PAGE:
This archived news story is available only for your personal, non-commercial use. Information in the story may be outdated or superseded by additional information. Reading or replaying the story in its archived form does not constitute a republication of the story.
SALT LAKE CITY — The DEA is warning parents about a new drug that is easily accessible to teens and is already in Utah. The street drug is known as N-BOMe, Smiles, or 25i; but no matter what it's called, the consequences can be deadly.
The drug is most commonly taken like breath strips — users put them on their tongue, and a few seconds later it's dissolved, releasing the drug into their system.
It's also very common as liquid drops, but the DEA said no matter the way it's ingested, it can have a deadly affect.
The drug is sold all over the Internet and is very inexpensive, which can make teens gravitate toward it. The DEA acknowledges that the abusers obtain these drugs through unknown sources at this point.
The agency claims N-BOMe jumped on the radar in 2011 after several shipments of the compounds that make it up were confiscated by U.S. Customs Enforcement and Border Patrol.
Toxicologists who've dealt firsthand with the drug claim it's as potent as methamphetamine and LSD combined.
The Utah Poison Control Center has taken calls related to these drugs, but no Utah fatalities.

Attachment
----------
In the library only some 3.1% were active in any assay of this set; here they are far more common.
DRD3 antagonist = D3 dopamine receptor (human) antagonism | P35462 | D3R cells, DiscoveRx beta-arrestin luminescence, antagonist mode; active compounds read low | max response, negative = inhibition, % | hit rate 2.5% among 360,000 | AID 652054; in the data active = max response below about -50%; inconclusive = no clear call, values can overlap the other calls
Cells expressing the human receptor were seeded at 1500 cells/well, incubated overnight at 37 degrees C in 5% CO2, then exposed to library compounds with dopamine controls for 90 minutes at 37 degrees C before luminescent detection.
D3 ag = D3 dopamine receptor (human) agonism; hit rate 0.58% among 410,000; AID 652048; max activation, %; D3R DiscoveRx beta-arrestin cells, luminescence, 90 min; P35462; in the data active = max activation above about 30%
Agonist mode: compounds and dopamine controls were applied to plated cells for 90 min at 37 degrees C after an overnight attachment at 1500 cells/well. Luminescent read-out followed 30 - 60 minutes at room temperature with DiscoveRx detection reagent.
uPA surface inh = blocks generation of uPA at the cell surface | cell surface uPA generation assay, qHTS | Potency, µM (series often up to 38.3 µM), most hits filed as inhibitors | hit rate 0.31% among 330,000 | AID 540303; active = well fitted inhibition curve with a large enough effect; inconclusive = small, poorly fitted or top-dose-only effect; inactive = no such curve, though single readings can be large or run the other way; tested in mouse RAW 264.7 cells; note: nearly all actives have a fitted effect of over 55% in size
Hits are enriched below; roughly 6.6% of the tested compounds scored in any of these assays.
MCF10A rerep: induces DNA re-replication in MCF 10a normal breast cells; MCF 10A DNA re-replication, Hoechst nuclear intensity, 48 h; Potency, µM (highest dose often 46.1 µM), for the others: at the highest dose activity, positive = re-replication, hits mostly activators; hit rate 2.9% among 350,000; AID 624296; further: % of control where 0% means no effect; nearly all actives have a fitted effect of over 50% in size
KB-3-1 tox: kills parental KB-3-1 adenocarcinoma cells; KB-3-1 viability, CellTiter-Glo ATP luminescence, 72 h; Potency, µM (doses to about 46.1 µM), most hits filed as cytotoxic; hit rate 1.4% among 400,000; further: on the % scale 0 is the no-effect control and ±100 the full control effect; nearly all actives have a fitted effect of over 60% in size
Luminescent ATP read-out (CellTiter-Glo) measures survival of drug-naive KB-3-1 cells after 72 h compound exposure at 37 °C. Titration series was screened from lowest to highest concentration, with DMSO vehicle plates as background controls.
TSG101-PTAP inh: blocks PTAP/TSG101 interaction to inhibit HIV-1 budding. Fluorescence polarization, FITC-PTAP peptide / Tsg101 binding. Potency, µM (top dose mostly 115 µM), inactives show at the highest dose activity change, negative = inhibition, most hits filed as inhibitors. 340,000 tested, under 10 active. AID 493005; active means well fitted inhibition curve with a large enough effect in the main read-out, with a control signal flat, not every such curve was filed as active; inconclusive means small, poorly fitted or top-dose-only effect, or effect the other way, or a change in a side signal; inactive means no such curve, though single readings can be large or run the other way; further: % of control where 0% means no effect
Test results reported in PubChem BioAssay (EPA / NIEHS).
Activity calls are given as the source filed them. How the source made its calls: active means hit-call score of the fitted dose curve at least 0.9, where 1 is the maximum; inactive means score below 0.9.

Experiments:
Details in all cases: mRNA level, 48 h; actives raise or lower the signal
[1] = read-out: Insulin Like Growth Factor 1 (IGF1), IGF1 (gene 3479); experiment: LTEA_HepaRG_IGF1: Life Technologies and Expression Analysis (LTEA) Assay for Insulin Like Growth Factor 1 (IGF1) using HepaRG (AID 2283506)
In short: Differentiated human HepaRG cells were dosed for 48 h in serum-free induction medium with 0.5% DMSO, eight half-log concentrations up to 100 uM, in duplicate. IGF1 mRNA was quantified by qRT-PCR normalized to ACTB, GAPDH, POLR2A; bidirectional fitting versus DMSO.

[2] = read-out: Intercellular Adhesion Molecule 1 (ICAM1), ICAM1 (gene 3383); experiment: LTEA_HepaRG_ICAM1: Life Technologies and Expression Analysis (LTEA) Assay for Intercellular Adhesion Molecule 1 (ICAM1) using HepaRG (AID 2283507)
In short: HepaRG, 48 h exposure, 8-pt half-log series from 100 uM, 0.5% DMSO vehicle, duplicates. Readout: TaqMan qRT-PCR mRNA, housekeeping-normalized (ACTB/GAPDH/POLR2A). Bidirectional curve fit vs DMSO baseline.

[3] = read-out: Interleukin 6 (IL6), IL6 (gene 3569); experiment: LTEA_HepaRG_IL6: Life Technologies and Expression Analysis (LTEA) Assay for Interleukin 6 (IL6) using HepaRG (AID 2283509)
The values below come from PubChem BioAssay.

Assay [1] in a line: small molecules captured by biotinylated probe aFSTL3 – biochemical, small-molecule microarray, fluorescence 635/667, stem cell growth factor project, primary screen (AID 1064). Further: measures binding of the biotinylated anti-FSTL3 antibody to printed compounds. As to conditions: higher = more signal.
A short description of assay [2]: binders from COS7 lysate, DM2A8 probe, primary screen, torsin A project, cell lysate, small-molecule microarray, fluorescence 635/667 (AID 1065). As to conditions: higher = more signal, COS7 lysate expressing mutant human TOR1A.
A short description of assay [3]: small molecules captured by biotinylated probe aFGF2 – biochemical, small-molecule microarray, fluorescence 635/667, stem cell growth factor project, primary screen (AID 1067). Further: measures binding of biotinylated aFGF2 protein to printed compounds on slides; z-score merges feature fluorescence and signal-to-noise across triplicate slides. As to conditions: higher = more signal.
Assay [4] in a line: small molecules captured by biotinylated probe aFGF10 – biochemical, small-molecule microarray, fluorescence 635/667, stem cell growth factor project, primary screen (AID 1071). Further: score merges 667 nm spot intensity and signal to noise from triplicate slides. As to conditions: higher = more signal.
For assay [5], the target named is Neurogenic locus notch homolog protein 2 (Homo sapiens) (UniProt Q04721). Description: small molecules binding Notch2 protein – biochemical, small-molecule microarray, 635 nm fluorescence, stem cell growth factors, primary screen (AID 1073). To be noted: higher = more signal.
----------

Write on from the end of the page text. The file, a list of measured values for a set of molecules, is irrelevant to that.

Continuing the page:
"These seem to be a little bit more potent and more toxic than some of the other ones that we've seen," said Barbara Crouch, executive director of the Utah Control Center.
In other states, users have shown very aggressive behavior.
"We've seen a lot more severe out comes, like seizures; and there have been several fatalities nationwide with these compounds," Crouch said.
The DEA wrote up a seven-page document recently trying to make N-BOMe a controlled substance, calling it "necessary to avoid an imminent hazard to the public safety."
On Friday, all three of the components that make this drug were listed as illegal for two years under the Controlled Substance Act.
According to the DEA, between 2011 and 2013, reports of N-BOMe spread between a number of states but it was most prevalent in Georgia, the Carolina's, Minnesota, Wisconsin and Louisiana. Utah also made it on the bottom of the list.
What's the risk to you? Something as innocent as touching the drug can cause health effects and as little as one drop of the N-BOMe can have the potentially deadly effects.
When talking to teens, substance abuse experts say the overall relationship is the key, with open and honest information.
"It's something we want to talk about early and often," said Christina Zidow, director of Odyssey House, a Salt Lake City substance abuse rehab center.
Acknowledge that there will always be something new, Zidow said, and that these drugs are dangerous.
"We want to work on the big picture, because we know there's always going to be something different," she said. "There will always be something less expensive and more dangerous."